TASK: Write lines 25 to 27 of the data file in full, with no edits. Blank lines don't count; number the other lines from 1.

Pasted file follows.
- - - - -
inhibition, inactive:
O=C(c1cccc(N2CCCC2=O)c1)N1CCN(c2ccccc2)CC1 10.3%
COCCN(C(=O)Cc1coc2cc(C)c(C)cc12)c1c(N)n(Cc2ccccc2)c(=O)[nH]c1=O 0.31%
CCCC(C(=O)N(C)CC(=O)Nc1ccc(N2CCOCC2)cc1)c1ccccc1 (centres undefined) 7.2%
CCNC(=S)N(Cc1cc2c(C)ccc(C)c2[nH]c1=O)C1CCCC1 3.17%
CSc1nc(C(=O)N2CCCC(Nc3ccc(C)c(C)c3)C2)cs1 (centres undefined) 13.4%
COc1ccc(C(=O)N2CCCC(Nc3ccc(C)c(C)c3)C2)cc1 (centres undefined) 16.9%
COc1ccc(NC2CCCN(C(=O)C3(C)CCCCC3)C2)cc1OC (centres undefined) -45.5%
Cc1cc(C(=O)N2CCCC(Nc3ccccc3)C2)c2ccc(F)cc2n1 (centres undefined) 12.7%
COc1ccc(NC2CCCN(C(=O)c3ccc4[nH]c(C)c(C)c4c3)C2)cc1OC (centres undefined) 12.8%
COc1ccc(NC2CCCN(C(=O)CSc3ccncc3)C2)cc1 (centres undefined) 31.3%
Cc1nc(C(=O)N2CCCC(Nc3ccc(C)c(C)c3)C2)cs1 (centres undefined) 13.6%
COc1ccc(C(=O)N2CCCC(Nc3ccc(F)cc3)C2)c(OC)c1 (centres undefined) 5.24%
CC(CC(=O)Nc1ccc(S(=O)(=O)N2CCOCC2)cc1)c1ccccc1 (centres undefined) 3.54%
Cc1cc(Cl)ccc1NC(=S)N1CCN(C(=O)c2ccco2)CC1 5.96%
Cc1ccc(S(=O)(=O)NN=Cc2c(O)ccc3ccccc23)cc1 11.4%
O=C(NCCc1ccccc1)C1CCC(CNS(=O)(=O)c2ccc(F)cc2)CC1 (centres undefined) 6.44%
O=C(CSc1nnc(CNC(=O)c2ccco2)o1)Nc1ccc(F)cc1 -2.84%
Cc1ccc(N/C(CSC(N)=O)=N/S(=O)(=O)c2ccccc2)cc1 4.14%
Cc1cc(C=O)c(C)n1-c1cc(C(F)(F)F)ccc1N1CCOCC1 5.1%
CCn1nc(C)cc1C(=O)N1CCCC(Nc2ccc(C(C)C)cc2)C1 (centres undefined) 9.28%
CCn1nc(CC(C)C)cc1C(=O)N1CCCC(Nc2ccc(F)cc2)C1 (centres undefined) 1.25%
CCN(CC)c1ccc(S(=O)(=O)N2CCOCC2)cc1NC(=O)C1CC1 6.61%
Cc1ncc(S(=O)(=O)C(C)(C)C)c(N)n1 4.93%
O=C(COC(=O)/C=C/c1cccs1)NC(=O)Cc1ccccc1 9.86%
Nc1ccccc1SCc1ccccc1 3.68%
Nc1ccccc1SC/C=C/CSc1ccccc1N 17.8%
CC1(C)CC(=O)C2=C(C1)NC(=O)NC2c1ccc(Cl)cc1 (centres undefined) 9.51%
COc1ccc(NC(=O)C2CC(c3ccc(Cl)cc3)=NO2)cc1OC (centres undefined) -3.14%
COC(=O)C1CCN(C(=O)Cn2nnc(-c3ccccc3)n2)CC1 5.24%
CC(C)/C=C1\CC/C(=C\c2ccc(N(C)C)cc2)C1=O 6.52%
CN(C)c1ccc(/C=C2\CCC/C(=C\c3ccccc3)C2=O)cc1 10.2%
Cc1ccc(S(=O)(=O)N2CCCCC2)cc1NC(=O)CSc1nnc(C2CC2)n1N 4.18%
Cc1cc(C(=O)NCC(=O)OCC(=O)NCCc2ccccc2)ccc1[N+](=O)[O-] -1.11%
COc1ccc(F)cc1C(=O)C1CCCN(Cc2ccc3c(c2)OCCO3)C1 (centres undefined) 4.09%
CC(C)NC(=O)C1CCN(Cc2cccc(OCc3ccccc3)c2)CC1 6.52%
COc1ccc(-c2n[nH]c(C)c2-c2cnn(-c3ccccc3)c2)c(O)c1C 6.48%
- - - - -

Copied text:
O=C(COC(=O)/C=C/c1cccs1)NC(=O)Cc1ccccc1 9.86%
Nc1ccccc1SCc1ccccc1 3.68%
Nc1ccccc1SC/C=C/CSc1ccccc1N 17.8%